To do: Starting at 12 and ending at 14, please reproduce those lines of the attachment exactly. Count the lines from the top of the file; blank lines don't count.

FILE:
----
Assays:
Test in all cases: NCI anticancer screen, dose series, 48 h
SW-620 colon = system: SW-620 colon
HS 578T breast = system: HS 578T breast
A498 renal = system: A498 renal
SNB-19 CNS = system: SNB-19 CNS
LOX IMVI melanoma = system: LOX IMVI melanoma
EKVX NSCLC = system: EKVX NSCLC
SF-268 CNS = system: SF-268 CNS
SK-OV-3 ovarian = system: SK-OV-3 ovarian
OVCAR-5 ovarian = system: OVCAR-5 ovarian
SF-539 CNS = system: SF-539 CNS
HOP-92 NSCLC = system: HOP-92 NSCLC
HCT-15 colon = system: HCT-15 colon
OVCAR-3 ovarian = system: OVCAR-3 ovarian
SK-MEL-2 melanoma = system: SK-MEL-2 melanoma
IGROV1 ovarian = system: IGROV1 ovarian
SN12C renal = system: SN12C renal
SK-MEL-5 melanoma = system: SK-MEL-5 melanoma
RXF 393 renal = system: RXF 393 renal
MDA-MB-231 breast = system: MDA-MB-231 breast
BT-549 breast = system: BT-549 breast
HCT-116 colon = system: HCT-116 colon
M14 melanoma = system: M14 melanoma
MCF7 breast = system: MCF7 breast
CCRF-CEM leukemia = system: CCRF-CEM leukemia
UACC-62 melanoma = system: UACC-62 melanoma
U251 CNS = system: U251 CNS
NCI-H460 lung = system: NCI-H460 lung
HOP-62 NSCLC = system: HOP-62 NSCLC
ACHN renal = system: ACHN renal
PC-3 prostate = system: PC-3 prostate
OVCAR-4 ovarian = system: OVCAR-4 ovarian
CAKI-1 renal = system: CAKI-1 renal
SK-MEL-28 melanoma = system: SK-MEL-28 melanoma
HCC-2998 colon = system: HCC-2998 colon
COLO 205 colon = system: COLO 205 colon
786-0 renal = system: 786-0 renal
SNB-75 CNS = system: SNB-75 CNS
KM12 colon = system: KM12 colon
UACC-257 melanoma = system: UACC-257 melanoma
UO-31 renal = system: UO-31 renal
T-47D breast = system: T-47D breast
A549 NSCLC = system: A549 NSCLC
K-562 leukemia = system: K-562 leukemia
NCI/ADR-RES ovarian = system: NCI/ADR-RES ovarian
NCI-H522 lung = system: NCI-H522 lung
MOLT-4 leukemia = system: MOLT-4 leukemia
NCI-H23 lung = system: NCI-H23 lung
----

SF-539 CNS = system: SF-539 CNS
HOP-92 NSCLC = system: HOP-92 NSCLC
HCT-15 colon = system: HCT-15 colon